The fellows at the auto body place in Ronan got it figured out this afternoon and "Tehanu" is safely home in the front yard, new window in place. They used 2 guys inside and 2 guys outside to make it happen, evidently. Yikes. Rather expensive, I'm afraid.

After my bank account recovers from this little fiasco, I'm ordering a gravel guard pronto! Never again!

Thanks all... hopefully the info in this tread will help someone else when they're faced with this problem.

Matthew
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Old 09-18-2007, 01:31 PM   #7
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Quote:
1. Is Scamp always this difficult to deal with or did I just get unlucky?
I bought some hinge parts from Scamp - phone order - and asked the same person some questions. He was helpful and appropriately courteous, and I don't even own a Scamp. Perhaps it was a tough day at Scamp, or the window really is a touchy subject...
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Old 09-18-2007, 03:05 PM   #8
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Quote:
Try to get the lace seam at the bottom, and then fill with whichever sealant you prefer. The sealant will help to prevent the lock strip from "jacking" out of place from contaminants.
Great info!

Dan, I've heard it's best to NOT put the seam at the bottom, but maybe along one side because water tends to pool on the bottom portion of the gasket. If the seam is starting to let go, that will allow the "pooled" water to make its way into the trailer.

Any thoughts?
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Old 09-18-2007, 04:55 PM   #9
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Quote:
I bought some hinge parts from Scamp - phone order - and asked the same person some questions. He was helpful and appropriately courteous, and I don't even own a Scamp. Perhaps it was a tough day at Scamp, or the window really is a touchy subject...
I'm thinking it's the "window question" that's the problem... the person in the parts dept that sold me the windows was great... I should have just ask for a few "helpful hints" when I made the order.

I'm betting that window has been the cause of [b]quite a few phone calls over the years...

Anyways, here she is all done:


Click image for larger version

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Old 09-18-2007, 05:02 PM   #10
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That looks good to me.
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Old 09-18-2007, 05:29 PM   #11
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Quote:
Great info!

Dan, I've heard it's best to NOT put the seam at the bottom, but maybe along one side because water tends to pool on the bottom portion of the gasket. If the seam is starting to let go, that will allow the "pooled" water to make its way into the trailer.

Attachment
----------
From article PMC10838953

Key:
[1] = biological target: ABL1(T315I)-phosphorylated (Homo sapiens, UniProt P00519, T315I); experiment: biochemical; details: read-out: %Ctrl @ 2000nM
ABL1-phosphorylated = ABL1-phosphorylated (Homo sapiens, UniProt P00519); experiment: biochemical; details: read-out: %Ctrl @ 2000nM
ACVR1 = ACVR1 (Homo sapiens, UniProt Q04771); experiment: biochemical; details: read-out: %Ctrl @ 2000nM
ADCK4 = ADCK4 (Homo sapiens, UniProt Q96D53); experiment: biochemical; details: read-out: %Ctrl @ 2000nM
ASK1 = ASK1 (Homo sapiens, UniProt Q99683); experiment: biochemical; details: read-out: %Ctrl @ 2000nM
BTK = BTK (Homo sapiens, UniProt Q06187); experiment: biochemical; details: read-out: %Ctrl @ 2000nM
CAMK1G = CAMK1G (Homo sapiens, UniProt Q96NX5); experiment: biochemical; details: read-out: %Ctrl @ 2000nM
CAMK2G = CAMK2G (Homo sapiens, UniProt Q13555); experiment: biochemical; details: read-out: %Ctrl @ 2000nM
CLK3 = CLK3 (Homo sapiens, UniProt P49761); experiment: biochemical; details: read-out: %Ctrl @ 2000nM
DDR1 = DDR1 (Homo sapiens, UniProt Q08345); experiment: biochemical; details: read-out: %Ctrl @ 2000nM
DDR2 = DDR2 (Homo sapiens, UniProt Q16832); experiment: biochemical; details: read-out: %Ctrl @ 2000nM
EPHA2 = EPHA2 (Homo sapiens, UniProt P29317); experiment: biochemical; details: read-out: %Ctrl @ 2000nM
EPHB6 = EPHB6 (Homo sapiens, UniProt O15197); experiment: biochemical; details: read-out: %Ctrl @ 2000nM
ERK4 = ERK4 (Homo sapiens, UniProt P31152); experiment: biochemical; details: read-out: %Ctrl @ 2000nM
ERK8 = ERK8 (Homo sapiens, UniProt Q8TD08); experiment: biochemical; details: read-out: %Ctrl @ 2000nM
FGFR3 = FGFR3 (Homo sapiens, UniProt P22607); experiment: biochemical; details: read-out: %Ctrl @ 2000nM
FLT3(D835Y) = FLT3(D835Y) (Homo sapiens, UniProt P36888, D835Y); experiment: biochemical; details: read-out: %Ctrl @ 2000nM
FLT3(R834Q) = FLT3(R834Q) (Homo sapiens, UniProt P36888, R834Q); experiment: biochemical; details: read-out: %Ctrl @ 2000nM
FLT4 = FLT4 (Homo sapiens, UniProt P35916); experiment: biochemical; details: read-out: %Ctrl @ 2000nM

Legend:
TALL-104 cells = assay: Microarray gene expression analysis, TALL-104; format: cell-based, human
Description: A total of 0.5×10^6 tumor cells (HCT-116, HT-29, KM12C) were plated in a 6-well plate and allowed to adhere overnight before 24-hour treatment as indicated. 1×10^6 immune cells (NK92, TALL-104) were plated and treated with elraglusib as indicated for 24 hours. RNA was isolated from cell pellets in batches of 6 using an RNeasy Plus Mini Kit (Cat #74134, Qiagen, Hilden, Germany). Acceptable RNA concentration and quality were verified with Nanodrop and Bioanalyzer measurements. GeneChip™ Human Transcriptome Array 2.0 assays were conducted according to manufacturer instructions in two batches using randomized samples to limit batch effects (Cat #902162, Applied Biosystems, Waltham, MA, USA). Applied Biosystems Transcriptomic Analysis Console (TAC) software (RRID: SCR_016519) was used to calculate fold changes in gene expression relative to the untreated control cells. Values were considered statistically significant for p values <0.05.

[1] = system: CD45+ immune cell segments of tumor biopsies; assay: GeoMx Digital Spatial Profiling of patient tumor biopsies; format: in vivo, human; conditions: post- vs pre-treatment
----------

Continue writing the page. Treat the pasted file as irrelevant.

Any thoughts?

The reason we have allways put the seam on the bottom is that the sealer eventually fails anyways due to vibration and flexing. The intent is that water will leak out of the seam if and when the sealer fails. Most of the locking strips are on the outside and tapered away from the window and body so the hope is that the water would run away. The Sealer to prevent contamination is just that. Dirt, road salt, gravel, sand, dust...... you name it it can get in there without the sealant. Eventually that stuff will work it's way under the locking strip and that's where we've seen the failure in the gasket.
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Old 09-18-2007, 08:00 PM   #12
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Thanks for the clarification Dan

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Old 02-05-2008, 07:18 PM   #13
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seeing your front window is one sheet of plexiglass?? mine opens up in middle and the same on ovel one on door?? push open on metal shafts to hold open. aluminum frame riveted all the way around past owner covered everything in silicone but still leaks want to replace every thing frame and all your thoughts guessing 70ish trailer
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Old 02-05-2008, 09:41 PM   #14
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Quote:
seeing your front window is one sheet of plexiglass?? mine opens up in middle and the same on ovel one on door?? push open on metal shafts to hold open. aluminum frame riveted all the way around past owner covered everything in silicone but still leaks want to replace every thing frame and all your thoughts guessing 70ish trailer

We Just replaced the front Plexiglass window on our 88-16' Scamp with a new sliding glass window with screen. We ordered the window from Scamp directly. We had to measure the opening dimensions to be sure we ordered the correct one and the statement from the other end was....... "It should fit, but if it doesn't you might have to do some trimming." Fortunately there was no trimming involved, and the installation went fairly smooth. New butyl tape under the outside trim face, and then install the interior clamp ring with the screws provided, working in an alternating pattern around the frame to draw the ring and window together in as even a motion as possible.

[b]aluminum frame riveted all the way around ----

I don't know about the rivets on your window, but you might be able to remove the window, and re-seal with butyl, and then a good sealer like Flexi-seal. I know the board has discussed how to seal windows and such with this kind of method in several other posts.

Check out this thread ----> Butyl Tape, Silicone and sealing, Split topic